DEQ: You got some great sponsors like Mixcloud, Roland, Serato to name a few this year! Incredible! Did you have sponsors right from the start? Did you have to put a lot of your own equity? How have the sponsors been helping in Spin Inc.’s development?

RJ: We were fortunate to have an incredible host of sponsors which has helped us over the years such as Pioneer, Native Instruments, Serato, Ableton and Splice. We have developed relationships with them from the beginning, some came later after we became more visible and started programs around the city. They have helped with equipment, software and funds (Splice) from downloads of the Splice Movement Sound Pack. It enabled us to purchase new Reloop products and attend the NAMM conference 2018-2019. I personally cut grass and shovel snow to help keep the program afloat. Non-profits are fueled by passion of the Board and the Director that has vision, but it takes funding to keep it going and access to constant changing products in the industry to stay relevant.

DEQ: It’s going to be different with the COVID 19 this year. What is the programming going to be like? Where do people go for information or to donate?

RJ: We are going to venture into the virtual classroom space as a result of the COVID 19 situation. It is a new space for us but we have had success with it earlier in the year with the DIME at DSA project which we provided the Music Technology program since 2017.  We have been fortunate to work with Ableton and Melodics which have been used in our program to teach music production using Digital Audio Workstations (DAW) online with free software from Ableton and promo software from Melodics which is a software that teaches finger drumming.  If someone would like to donate you can go to or DEMC on Facebook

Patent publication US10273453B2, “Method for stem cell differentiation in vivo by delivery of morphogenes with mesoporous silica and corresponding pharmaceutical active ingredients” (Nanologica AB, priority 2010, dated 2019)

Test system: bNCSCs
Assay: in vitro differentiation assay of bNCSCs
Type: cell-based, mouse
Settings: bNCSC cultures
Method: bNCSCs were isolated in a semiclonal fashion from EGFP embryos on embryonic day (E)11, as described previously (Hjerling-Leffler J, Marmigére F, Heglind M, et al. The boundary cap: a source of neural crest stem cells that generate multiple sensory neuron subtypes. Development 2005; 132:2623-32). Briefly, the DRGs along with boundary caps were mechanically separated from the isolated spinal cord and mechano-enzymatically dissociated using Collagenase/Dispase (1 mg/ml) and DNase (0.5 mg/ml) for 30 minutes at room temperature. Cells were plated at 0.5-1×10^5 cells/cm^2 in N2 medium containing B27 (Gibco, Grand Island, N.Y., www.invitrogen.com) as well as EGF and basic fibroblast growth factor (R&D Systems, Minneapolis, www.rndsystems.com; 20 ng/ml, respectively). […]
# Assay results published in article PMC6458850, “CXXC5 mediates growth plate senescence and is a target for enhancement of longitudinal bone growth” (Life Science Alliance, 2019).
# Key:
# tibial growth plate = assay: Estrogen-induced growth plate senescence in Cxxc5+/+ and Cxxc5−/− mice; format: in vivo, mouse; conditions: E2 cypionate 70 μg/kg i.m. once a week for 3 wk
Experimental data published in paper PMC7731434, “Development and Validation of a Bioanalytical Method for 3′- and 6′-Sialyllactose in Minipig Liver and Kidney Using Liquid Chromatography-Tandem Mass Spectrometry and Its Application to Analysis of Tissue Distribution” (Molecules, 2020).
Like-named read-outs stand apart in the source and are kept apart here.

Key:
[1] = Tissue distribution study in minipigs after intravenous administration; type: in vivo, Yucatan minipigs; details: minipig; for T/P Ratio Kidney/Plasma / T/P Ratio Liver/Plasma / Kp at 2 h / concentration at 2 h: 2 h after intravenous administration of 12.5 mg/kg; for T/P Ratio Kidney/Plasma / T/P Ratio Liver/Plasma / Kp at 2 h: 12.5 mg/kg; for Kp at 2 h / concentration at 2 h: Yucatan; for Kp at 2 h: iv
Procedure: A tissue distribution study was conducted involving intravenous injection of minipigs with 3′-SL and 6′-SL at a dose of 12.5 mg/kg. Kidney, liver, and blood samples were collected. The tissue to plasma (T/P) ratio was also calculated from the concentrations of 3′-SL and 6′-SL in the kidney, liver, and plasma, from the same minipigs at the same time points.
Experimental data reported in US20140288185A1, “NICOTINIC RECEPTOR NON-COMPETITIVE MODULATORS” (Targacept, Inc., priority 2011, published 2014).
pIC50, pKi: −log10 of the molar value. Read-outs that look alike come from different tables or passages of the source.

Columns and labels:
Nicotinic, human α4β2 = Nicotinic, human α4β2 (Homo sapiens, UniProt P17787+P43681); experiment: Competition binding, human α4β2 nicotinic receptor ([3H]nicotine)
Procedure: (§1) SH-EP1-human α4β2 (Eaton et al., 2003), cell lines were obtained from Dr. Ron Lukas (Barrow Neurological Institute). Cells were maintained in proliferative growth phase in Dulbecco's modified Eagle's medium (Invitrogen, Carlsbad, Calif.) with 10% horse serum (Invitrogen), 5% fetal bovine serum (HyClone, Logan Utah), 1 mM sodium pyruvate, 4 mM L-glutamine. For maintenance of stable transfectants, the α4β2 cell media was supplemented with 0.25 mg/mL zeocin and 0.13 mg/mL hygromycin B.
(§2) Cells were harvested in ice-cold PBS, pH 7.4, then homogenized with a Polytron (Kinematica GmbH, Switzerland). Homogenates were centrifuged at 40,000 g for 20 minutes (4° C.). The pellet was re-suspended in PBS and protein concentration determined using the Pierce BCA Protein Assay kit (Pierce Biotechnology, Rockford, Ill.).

DEQ: How did you link up with Charivari?

RJ:I was introduced to Ms. Chaunceia Dunbar from Charivari by a mutual friend and as we talked more I knew her late husband Steve Dunbar (Charivari founder.) We talked some and found out our families know each other in a little town in Arkansas.  We immediately become close because of these ties, so we began to collaborate together for the Charivari Detroit Music Festival over the past 3 years. I also had the pleasure of meeting the other members Todd, Theresa and Grant. Family affair ever since 

DEQ: So not only are you doing good works with Spin Inc., you are also building gyms for youth in their backyards? That’s so incredible. How did that idea come about?

RJ: I am prior military and have been in martial arts most of my life.  Exercise is your pathway to good health mentally, spiritually and physically. My grandfather also taught me how to build things growing up and, as a matter of fact, he built our front porch and picnic table without a blueprint. I learned a lot from him even with a 3rd grade education. Brilliant man.

DEQ: What advice do you have for people looking to get involved in their community or start something?

RJ: Just do it. I started as a community activist when I left the military to help my community rebuild after the crack epidemic of the ’80s. We are still feeling the effects today.